Welcome Visitor
Tue, May 30, 2023
162 members
Paramedic’s Corner: Lyme Disease doesn’t always include bullseye rash
Paramedic’s Corner: Lyme Disease doesn’t always include bullseye rash

Ambulance Director Gary Carmack
Following part I of this article I received some comments from readers that the hallmark clinical sign of Lyme disease wasn’t present when they got Lyme disease. This is in reference to the change in skin color with central clearing causing the so-called “bull’s eye.”

This rash is called erythema migrans. It is a circular rash that continues to grow, but in many cases the rash does not happen. The lack of the rash can cause a misdiagnosis.

Most tick fever patients have flu-type symptoms, such as fatigue, malaise, headache, muscle aches, joint pain and sometimes a rash. The problem is that if left untreated, the results can be serious or even fatal for the patient. The best advice I can give is if you get a tick bite and begin to get sick, see your physician immediately and tell her or him that you feel sick and had a tick bite. Raising the awareness is what this article is about.

Part I last week ended with descriptions of stages one and two of Lyme disease. The third or late stage is a state of persistent infection, which can occur months or years after initial exposure. This can be the same serious neurological complications as the second stage; however the patient may develop encephalopathy (an abnormal condition of the structure or function of the brain) with defects in mental ability, loss of memory, depression, and sleep disorders. The patient might have tremendous large joint problems and in more than one joint (polyarthritis).

Besides awareness the next important of this article is prevention strategies. The first thing to remember is screening for ticks. Do a complete body check if you have been in an area with potential for ticks. Check children carefully. Be sure and check in the hair. If you find a tick remove it immediately. Do not try old remedies like smothering the tick, burning it and so on. Just firmly grasp the tick, use fine-tipped tweezers if needed, and pull the tick in a steady motion from you. Then wash the area with soap and water.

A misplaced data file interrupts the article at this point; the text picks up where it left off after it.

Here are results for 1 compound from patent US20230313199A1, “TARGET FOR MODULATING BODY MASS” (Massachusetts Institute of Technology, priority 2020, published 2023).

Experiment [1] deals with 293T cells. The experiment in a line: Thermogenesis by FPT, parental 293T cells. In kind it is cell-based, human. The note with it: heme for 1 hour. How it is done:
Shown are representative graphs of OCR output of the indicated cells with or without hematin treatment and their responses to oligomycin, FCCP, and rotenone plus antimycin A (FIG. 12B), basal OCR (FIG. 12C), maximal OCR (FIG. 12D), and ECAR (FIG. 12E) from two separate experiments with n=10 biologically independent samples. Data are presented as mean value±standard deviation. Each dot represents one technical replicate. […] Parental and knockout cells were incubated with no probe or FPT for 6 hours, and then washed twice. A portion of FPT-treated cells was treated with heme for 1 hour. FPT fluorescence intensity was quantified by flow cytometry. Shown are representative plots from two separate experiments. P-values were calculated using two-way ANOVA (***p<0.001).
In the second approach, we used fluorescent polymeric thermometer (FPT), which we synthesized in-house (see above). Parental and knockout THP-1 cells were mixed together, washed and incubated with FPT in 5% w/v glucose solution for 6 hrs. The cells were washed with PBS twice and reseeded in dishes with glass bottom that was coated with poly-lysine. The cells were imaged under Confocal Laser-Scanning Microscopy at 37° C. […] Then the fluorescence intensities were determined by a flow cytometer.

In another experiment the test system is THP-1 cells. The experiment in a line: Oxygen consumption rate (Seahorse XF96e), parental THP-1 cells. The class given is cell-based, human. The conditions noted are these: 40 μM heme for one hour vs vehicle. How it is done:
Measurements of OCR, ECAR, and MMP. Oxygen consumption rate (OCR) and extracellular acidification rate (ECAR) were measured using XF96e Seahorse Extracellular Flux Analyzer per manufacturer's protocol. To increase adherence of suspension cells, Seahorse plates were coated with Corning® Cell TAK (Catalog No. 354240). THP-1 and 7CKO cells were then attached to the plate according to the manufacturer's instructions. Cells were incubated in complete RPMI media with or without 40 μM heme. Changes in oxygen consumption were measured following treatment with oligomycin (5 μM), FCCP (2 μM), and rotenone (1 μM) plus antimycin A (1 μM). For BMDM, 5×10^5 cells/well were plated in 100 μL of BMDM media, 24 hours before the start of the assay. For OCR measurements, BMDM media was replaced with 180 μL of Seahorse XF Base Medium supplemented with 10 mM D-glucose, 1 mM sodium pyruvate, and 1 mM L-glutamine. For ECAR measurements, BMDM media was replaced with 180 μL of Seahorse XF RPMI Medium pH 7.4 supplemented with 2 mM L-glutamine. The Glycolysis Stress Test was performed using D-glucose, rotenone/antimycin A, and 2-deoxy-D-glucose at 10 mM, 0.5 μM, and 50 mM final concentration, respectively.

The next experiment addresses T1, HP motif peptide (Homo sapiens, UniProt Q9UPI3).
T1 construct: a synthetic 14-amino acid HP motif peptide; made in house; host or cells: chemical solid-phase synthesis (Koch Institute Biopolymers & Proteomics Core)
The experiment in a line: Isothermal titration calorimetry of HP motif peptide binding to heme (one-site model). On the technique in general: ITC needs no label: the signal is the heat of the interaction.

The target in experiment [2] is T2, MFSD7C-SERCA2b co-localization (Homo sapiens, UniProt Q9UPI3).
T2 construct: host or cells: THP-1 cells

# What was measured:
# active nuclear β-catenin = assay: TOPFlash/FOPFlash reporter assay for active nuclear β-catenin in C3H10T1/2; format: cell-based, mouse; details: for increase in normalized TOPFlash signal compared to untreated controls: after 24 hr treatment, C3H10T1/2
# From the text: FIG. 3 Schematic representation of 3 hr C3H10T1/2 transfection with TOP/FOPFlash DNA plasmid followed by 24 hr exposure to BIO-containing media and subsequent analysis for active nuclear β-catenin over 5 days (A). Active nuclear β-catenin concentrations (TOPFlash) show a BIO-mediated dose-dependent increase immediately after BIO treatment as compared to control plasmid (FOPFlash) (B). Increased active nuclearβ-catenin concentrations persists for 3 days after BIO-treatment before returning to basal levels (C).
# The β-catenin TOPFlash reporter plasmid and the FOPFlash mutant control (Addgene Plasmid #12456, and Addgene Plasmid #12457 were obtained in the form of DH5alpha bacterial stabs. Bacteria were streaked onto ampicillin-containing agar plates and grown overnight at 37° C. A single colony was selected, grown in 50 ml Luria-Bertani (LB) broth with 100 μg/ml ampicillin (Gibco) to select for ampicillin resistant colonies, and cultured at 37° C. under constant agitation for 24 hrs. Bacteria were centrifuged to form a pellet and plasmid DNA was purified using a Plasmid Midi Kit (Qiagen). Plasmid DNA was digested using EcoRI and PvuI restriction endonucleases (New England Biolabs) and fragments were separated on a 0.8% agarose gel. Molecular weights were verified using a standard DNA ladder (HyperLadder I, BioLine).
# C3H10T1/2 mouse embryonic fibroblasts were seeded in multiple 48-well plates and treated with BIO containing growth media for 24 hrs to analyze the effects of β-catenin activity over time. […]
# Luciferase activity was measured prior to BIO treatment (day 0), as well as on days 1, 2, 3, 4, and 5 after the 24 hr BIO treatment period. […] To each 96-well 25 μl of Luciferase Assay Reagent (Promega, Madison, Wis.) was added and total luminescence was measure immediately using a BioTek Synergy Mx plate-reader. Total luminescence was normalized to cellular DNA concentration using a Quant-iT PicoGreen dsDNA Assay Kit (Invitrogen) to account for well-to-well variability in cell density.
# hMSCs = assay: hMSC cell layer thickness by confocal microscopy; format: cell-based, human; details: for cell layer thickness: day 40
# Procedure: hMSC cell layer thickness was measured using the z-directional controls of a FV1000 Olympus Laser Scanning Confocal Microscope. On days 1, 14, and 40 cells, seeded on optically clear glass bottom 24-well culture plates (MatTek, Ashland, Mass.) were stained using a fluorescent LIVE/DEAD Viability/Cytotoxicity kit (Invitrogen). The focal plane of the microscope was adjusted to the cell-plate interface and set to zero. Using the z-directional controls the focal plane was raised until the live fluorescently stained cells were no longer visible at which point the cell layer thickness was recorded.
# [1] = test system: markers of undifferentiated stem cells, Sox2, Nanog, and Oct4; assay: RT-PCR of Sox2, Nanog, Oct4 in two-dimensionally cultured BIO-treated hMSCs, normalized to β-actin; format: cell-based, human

The second preventative strategy is to use insect repellent. I use repellent with DEET. Whichever product you use, be sure and follow the directions carefully.

To summarize: to protect you and your family from Lyme Disease, be sure and see your doctor if you have flu-like symptoms following a tick bite, especially with a rash, fatigue, and if any arthritis type pain. Arthritis develops in about 60 percent of patients within weeks to months (sometimes up to two years). Be proactive by careful screening for ticks and use repellents with DEET, following the directions very carefully.

Related articles

THIS ARTICLE: Paramedic’s Corner: Lyme Disease doesn't always include bullseye rash (Part II)
Posted: Tuesday, May 11, 2010

Paramedic’s Corner: Trouble with ticks and early signs of Lyme Disease (Part I)
Posted: Tuesday, May 4, 2010

Click here to follow the Pulaski County Daily News on Twitter
Click here to follow the Pulaski County Daily News on Facebook

Click here to comment for local opinion

Printer-friendly format

Do you know someone else who would like to see this?
Your Email:
Their Email:
(Will be included with e-mail)
Secret Code

In the box below, enter the Secret Code exactly as it appears above *


Powered by Bondware
News Publishing Software

The browser you are using is outdated!

You may not be getting all you can out of your browsing experience
and may be open to security risks!

Consider upgrading to the latest version of your browser or choose on below: